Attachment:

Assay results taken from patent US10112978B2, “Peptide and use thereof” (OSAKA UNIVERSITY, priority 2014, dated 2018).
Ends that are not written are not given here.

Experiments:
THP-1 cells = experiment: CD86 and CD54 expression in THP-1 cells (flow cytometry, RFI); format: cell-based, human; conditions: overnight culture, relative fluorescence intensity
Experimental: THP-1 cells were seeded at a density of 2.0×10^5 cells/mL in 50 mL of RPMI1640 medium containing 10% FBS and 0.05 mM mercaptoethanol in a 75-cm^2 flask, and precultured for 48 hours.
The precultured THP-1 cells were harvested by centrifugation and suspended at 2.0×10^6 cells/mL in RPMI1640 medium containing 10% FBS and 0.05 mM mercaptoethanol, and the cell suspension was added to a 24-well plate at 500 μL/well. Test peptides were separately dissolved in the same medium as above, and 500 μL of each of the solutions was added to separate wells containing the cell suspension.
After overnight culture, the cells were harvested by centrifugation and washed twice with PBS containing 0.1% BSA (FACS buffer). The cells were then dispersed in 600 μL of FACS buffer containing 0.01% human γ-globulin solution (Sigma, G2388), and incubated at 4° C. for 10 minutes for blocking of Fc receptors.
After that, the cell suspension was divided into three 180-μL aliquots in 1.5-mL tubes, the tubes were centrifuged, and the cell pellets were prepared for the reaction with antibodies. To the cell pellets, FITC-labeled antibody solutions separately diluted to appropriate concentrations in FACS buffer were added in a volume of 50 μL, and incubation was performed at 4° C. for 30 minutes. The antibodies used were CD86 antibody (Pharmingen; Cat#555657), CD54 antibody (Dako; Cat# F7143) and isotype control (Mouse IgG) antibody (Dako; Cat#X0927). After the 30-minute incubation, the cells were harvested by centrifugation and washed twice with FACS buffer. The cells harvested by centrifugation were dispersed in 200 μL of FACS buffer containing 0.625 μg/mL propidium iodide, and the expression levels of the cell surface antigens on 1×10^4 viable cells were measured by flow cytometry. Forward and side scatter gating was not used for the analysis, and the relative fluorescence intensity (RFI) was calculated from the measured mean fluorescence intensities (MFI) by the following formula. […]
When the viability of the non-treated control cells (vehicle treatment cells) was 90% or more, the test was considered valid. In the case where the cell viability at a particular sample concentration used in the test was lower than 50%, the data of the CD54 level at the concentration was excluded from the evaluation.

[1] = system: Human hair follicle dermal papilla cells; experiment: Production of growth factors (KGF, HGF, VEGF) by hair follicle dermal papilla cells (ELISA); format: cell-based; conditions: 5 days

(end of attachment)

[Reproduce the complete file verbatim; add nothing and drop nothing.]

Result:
Assay results taken from patent US10112978B2, “Peptide and use thereof” (OSAKA UNIVERSITY, priority 2014, dated 2018).
Ends that are not written are not given here.

Experiments:
THP-1 cells = experiment: CD86 and CD54 expression in THP-1 cells (flow cytometry, RFI); format: cell-based, human; conditions: overnight culture, relative fluorescence intensity
Experimental: THP-1 cells were seeded at a density of 2.0×10^5 cells/mL in 50 mL of RPMI1640 medium containing 10% FBS and 0.05 mM mercaptoethanol in a 75-cm^2 flask, and precultured for 48 hours.
The precultured THP-1 cells were harvested by centrifugation and suspended at 2.0×10^6 cells/mL in RPMI1640 medium containing 10% FBS and 0.05 mM mercaptoethanol, and the cell suspension was added to a 24-well plate at 500 μL/well. Test peptides were separately dissolved in the same medium as above, and 500 μL of each of the solutions was added to separate wells containing the cell suspension.
After overnight culture, the cells were harvested by centrifugation and washed twice with PBS containing 0.1% BSA (FACS buffer). The cells were then dispersed in 600 μL of FACS buffer containing 0.01% human γ-globulin solution (Sigma, G2388), and incubated at 4° C. for 10 minutes for blocking of Fc receptors.
After that, the cell suspension was divided into three 180-μL aliquots in 1.5-mL tubes, the tubes were centrifuged, and the cell pellets were prepared for the reaction with antibodies. To the cell pellets, FITC-labeled antibody solutions separately diluted to appropriate concentrations in FACS buffer were added in a volume of 50 μL, and incubation was performed at 4° C. for 30 minutes. The antibodies used were CD86 antibody (Pharmingen; Cat#555657), CD54 antibody (Dako; Cat# F7143) and isotype control (Mouse IgG) antibody (Dako; Cat#X0927). After the 30-minute incubation, the cells were harvested by centrifugation and washed twice with FACS buffer. The cells harvested by centrifugation were dispersed in 200 μL of FACS buffer containing 0.625 μg/mL propidium iodide, and the expression levels of the cell surface antigens on 1×10^4 viable cells were measured by flow cytometry. Forward and side scatter gating was not used for the analysis, and the relative fluorescence intensity (RFI) was calculated from the measured mean fluorescence intensities (MFI) by the following formula. […]
When the viability of the non-treated control cells (vehicle treatment cells) was 90% or more, the test was considered valid. In the case where the cell viability at a particular sample concentration used in the test was lower than 50%, the data of the CD54 level at the concentration was excluded from the evaluation.

[1] = system: Human hair follicle dermal papilla cells; experiment: Production of growth factors (KGF, HGF, VEGF) by hair follicle dermal papilla cells (ELISA); format: cell-based; conditions: 5 days